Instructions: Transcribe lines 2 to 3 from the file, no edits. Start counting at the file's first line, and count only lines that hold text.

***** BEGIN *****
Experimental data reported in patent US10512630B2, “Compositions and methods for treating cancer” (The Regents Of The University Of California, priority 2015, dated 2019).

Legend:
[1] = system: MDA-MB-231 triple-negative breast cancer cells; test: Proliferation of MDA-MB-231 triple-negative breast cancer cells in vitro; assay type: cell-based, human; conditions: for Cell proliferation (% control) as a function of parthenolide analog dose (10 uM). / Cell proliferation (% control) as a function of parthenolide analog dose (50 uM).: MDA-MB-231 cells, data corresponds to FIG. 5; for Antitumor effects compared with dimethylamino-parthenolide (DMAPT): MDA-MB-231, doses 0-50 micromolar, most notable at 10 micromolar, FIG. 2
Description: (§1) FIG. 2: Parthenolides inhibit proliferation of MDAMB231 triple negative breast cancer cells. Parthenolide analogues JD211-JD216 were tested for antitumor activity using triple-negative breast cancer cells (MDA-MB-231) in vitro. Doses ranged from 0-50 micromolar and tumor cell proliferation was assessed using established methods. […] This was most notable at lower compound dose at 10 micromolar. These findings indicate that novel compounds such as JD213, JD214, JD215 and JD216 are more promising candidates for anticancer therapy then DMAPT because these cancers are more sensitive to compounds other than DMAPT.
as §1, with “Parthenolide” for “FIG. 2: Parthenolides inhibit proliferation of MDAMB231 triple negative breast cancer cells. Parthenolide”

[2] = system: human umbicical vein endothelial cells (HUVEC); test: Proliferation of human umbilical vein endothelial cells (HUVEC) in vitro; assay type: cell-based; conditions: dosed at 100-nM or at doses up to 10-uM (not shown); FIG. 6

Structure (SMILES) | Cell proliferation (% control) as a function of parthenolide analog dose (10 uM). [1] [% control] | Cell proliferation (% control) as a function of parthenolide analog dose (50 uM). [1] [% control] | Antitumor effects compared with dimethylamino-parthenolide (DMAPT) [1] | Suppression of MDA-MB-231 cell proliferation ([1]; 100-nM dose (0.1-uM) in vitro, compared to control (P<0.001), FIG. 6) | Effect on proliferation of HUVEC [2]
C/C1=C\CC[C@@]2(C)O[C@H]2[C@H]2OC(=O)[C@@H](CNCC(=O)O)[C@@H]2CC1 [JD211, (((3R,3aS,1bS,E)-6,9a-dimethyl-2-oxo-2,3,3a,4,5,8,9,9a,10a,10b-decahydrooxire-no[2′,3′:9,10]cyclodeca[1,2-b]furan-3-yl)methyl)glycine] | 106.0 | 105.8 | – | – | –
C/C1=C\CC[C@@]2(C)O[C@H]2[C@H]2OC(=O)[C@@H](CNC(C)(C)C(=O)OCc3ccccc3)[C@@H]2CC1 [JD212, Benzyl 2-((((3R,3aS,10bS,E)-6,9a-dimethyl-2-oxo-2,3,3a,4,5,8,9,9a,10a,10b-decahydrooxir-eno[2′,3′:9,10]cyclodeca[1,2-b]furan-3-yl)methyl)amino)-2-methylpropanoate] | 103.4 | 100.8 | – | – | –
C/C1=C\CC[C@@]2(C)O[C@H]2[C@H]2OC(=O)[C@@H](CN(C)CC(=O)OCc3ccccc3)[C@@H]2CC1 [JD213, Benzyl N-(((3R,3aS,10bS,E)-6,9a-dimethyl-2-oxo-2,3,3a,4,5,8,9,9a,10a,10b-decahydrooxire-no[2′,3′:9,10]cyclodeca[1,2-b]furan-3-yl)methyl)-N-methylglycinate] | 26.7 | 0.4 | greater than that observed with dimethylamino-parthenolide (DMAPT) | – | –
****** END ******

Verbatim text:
Legend:
[1] = system: MDA-MB-231 triple-negative breast cancer cells; test: Proliferation of MDA-MB-231 triple-negative breast cancer cells in vitro; assay type: cell-based, human; conditions: for Cell proliferation (% control) as a function of parthenolide analog dose (10 uM). / Cell proliferation (% control) as a function of parthenolide analog dose (50 uM).: MDA-MB-231 cells, data corresponds to FIG. 5; for Antitumor effects compared with dimethylamino-parthenolide (DMAPT): MDA-MB-231, doses 0-50 micromolar, most notable at 10 micromolar, FIG. 2